Sonya Lenzo April 11, 2012 at 7:45 AM

Like others above, I straightened my posture as I read this! But I do have a fairly erogonomic arrangement (its that or constant neck pain) and I take frequent breaks. As my doctor told me when I was on the computer too long…your body is not a machine!!!

Sonya Lenzo
http://sunnyincostarica.com/whycostarica/

Suzanne Laramoe April 11, 2012 at 11:28 AM

Hmmm…I wonder if this could be the cause of the pain my son occassionally gets in his upper trapezius muscle? I’m sending him this article.

Thanks,

Suzanne

Help With Elderly Parents

Jennifer April 11, 2012 at 1:57 PM

I really like that we have a yoga ball at work. We take turns bouncing on it and laying back on it to stretch our chests and bellies. It’s nice to have a change from our office chairs. Can’t wait to see the stretches you recommend!

G.E. Moon II April 11, 2012 at 2:04 PM

This gives a whole new meaning to the phrase, “Straighten Up!”

Yours In Health!

G.E. Moon II
http://www.abundanthealthcenter.com/item/Digestive-13

Eva Palmer April 11, 2012 at 2:41 PM

As soon as I saw the picture I realized that i was seating exactly like that person!
Thanks for the reminding of the importance of having a good posture doctor Schauer.

Hipnosis Barcelona

Margarita April 11, 2012 at 5:48 PM

Wendy,
I wish I could follow the advice of having a better posture. I have scoliosis and when I think about my posture, i can correct it for a minute or two. Then I slip into my old body memory, because that’s what it knows. Any suggestions about bridging the conscious and the unconscious minds, in order the latter to remember something new, like my dream upright posture.
Thanks.

Cherie Miranda April 11, 2012 at 10:06 PM

I agree that posture is important. I can’t say I have the best…not even close. However, I find that stretching, working out, massage, and chiropractic adjustments all help. What do you think helps improve posture most?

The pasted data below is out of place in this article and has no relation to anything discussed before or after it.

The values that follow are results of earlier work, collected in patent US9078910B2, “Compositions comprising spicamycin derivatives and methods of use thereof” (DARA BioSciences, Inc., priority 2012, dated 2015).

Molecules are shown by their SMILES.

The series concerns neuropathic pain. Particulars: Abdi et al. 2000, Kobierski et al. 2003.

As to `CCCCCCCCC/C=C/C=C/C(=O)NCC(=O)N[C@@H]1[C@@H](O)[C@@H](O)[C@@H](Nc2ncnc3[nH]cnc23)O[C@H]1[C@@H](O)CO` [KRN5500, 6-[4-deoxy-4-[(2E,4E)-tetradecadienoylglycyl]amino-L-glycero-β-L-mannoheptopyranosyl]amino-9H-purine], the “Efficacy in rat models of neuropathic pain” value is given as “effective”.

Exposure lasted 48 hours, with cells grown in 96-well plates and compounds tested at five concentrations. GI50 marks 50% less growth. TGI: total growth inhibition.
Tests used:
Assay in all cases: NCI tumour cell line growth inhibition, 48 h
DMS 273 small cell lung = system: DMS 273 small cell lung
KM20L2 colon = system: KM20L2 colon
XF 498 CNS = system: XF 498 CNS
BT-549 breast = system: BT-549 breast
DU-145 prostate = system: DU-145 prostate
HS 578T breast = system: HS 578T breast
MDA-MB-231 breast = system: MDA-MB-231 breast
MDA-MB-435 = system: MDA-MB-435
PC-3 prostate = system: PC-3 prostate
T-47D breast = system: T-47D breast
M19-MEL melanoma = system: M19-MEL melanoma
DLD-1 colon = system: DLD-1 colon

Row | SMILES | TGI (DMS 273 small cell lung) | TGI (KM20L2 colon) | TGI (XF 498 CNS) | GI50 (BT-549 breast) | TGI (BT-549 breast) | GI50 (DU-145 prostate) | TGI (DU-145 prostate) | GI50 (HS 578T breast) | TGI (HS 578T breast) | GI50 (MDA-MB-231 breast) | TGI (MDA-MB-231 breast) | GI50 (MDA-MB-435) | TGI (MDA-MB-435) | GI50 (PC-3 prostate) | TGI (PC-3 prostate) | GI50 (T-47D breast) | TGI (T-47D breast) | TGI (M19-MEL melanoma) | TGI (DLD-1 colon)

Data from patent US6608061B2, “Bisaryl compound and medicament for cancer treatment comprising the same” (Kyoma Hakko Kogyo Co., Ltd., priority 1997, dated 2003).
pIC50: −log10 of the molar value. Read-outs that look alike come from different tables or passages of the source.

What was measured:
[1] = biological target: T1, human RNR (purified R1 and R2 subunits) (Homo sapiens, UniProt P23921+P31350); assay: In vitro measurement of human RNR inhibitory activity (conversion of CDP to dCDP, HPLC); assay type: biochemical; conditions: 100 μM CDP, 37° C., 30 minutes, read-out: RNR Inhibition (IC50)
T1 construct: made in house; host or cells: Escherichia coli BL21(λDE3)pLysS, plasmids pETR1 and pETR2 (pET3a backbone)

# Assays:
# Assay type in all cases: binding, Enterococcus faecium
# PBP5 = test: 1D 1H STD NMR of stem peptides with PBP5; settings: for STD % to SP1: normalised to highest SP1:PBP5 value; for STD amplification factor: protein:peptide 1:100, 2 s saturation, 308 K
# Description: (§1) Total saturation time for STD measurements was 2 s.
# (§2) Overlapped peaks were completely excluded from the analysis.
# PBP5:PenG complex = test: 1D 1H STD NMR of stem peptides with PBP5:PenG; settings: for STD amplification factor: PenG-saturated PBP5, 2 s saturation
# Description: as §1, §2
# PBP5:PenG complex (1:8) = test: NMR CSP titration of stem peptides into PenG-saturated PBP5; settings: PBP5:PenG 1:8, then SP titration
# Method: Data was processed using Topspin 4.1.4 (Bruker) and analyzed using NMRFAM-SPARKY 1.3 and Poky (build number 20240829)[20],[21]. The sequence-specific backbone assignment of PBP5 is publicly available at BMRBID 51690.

Cherie Miranda
Meditation on ABC News!

Kevin Hogan April 11, 2012 at 11:30 PM

I have been trying to work on proper sitting posture while I am on my computer, and it seems to be getting better.

Is there anything we can do to have a better realization of our body position and what to do to correct it?

Kevin Hogan

Promotional Expert For
Covert Hypnosis

Annie Born April 12, 2012 at 3:17 AM

Excercises to do at my desk!
What an awesome idea!
Looking forward to tomorrow!
<a ref=” http://careforthecaregiver.org/lifesavertraining&quot; Are You prepared for Caregiving?

Sabrina April 12, 2012 at 11:10 AM

Absolutely GREAT information. I see so many people with terrible posture every day. I spend most of my time with my clients correcting their postural compensations and it’s wonderful when they are able to feel when they are out of alignment and correct themselves!

Sabrina Peterson, NASM CPT, CES
Fat Burning Home Workouts

rachel April 12, 2012 at 2:01 PM

I was definitely slunched in a bad way when I read this post. This is a great reminder to keep a better eye on the way I sit at my desk!
http://actpresidential.com/introduction-redux/

Jc MacKenzie April 12, 2012 at 6:32 PM

Looking forward to this thread, especially the desk stretches tomorrow. Lord knows I spend way to much time slumped over a desk.

Be Well

Jc

Beth April 12, 2012 at 6:46 PM

I KNEW it……I’ve been sitting in a sea of cubicles loaded with bowling balls!

Lyle R. Johnson April 12, 2012 at 8:52 PM

Great beginning

Look forward to next posture and health article

Live Long and Prosper
Lyle

Singles Dating Coach for Women April 14, 2012 at 10:24 AM

Hi Dr. Wendy,

I love the photo you posed for there displaying our typical seated posture while we are interacting with our laptop and computers. I have friends here in Orange County SoCal who started the TOS Society. What are your thoughts about Thoracic Outlet Syndrome? Do you see a lot of that in your practice?

Happy Dating and Relationships,

April Braswell
Singles Dating Workshops Los Angeles